From political remarks to multiple push-ups, many actors and actresses have created countless unforgettable moments throughout the Oscars history. Instead of the typical thank-you’s and acknowledgements that take up most acceptance speeches, some choose to do it a little differently and take a stand on sensitive political issues.
During the three-hour telecast, their statements instantly become the center of attention, leaving a lasting impression on the film industry and the nation at large. From 2003 to the most recent Academy Awards in 2015, The UOS Times has picked out three winners who became outspoken on their political views at the podium: Michael Moore, Patricia Arquette, and Charles Ferguson.
Michael Moore, Bowling For Columbine 2003 Best Documentary Feature
Michael Moore won the Best Documentary award for his bold yet controversial film, Bowling for Columbine, which features what he believes are the backgrounds for the massacre at Columbine High School and acts of guns violence in the United States. Moore did not hesitate to give his political two cents at the Academy Awards as well.
“On behalf of our producers Kathleen Glynn and Michael Donovan from Canada, I’d like to thank the Academy for this. I have invited my fellow documentary nominees on the stage with us, and we would like to - they're here in solidarity with me because we like nonfiction. We like nonfiction and we live in fictitious times. We live in the time where we have fictitious election results that elect a fictitious president. We live in a time where we have a man sending us to war for fictitious reasons. Whether it's the fiction of duct tape or fiction of orange alerts we are against this war, Mr. Bush. Shame on you, Mr. Bush, shame on you. And any time you got the Pope and the Dixie Chicks against you, your time is up.”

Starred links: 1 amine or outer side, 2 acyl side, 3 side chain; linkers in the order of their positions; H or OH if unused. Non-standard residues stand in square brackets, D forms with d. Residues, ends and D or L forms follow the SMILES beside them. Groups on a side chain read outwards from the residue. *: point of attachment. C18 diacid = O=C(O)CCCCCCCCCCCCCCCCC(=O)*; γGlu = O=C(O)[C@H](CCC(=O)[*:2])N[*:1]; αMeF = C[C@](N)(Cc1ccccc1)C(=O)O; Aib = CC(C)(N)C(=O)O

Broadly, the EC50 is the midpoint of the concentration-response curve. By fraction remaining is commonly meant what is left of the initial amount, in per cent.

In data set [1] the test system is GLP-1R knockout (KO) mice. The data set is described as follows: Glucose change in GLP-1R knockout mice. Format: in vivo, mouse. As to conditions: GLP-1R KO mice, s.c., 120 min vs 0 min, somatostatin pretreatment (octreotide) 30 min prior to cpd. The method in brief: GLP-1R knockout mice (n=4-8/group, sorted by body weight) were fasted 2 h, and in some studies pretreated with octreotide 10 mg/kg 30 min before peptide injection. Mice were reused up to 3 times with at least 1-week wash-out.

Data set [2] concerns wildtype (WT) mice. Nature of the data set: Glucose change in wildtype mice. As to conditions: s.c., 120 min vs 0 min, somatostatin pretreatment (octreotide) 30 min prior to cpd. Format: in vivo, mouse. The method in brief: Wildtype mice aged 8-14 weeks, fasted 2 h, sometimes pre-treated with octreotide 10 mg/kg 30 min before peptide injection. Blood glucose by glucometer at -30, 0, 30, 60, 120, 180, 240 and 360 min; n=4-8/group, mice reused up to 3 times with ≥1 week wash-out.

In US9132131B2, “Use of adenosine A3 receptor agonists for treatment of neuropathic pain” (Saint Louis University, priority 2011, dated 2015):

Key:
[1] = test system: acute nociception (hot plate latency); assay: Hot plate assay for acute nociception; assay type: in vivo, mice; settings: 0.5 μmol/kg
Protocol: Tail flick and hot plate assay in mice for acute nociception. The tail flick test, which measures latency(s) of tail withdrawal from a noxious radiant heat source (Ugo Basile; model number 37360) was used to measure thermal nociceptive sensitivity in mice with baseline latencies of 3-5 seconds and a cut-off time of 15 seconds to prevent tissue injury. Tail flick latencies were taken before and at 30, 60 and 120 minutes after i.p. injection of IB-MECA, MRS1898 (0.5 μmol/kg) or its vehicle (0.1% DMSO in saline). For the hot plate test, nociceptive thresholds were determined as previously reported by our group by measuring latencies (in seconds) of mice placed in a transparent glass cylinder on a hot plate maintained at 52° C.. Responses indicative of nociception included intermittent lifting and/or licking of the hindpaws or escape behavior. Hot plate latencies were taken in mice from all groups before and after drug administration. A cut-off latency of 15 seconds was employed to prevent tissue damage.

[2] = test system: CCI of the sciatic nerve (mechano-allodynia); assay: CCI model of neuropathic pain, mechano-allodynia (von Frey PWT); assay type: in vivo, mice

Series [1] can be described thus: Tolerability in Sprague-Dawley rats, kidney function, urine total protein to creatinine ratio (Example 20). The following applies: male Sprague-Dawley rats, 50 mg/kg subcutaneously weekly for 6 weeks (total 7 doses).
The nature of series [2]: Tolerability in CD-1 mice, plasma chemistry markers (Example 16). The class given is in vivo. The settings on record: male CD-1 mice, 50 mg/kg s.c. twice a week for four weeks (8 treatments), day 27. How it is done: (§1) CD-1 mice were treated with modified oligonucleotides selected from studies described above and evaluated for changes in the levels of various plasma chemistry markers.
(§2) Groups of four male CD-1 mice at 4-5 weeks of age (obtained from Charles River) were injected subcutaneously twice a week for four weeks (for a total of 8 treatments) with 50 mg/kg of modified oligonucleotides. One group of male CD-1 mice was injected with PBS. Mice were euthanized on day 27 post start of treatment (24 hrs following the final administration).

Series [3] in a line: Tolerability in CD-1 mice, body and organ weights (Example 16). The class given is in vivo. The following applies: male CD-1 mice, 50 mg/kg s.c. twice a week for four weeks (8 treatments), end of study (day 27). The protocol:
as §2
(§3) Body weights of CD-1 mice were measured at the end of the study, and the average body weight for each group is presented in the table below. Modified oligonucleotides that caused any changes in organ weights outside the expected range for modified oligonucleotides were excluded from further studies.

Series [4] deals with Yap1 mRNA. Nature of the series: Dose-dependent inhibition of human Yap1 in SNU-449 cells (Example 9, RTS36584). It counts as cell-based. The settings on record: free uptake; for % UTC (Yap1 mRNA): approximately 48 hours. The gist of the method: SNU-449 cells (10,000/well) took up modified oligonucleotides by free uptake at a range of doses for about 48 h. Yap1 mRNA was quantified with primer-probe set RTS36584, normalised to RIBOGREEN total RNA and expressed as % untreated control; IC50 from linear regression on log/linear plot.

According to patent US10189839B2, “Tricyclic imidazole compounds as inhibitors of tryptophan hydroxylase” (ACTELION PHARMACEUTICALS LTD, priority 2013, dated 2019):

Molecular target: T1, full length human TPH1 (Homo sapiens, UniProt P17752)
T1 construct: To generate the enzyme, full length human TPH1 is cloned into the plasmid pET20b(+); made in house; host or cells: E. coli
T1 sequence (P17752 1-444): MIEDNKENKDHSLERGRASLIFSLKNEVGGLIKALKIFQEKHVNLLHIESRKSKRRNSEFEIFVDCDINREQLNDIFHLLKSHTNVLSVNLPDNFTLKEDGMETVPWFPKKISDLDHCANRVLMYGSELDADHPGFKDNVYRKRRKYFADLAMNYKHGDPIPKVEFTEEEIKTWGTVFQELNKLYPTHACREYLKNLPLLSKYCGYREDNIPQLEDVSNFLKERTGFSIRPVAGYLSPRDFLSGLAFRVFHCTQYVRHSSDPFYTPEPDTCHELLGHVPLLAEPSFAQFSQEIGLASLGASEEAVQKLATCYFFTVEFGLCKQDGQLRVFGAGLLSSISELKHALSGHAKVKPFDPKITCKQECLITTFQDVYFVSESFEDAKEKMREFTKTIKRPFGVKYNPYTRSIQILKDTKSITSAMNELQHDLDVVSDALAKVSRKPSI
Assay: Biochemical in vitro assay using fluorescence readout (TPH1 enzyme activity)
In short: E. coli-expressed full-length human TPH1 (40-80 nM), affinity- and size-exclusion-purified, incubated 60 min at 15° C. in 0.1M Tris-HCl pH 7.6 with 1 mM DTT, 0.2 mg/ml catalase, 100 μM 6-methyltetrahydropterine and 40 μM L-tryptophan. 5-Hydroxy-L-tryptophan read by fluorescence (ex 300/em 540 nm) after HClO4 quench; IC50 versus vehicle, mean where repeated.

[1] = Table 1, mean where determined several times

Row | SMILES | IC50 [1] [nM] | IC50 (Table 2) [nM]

Patricia Arquette, Boyhood 2015 Best Supporting Role Actress
Patricia Arquette delivered a passionate speech on gender equality in front of the media. Pointing out the problem of the wage gap between men and women, her speech received a standing ovation from fellow female celebrities present at the Oscars.
“My friends who all work so hard to make this world a better place. To my parents, Rosanna, Richmond, Alexis and David. To my favorite painter in the world, Eric White, for the inspiration of living with a genius. To my heroes, volunteers and experts who have helped me bring ecological sanitation to the developing world with GiveLove.org.
To every woman who gave birth, to every taxpayer and citizen of this nation, we have fought for everybody else’s equal rights. It’s our time to have wage equality once and for all and equal rights for women in the United States of America.”
Charles Ferguson, Inside Job 2011 Best Documentary Feature
Charles Ferguson became the winner of another Best Documentary Award in 2011 for Inside Job, in which he analyzed the economic crisis of 2008. In accepting his award, Ferguson brought the arguments of his documentary to the stage and criticized the lack of accountability in Wall Street and bureaucrats.
“Forgive me, I must start by pointing out that three years after our horrific financial crisis caused by massive fraud, not a single financial executive has gone to jail, and that’s wrong.”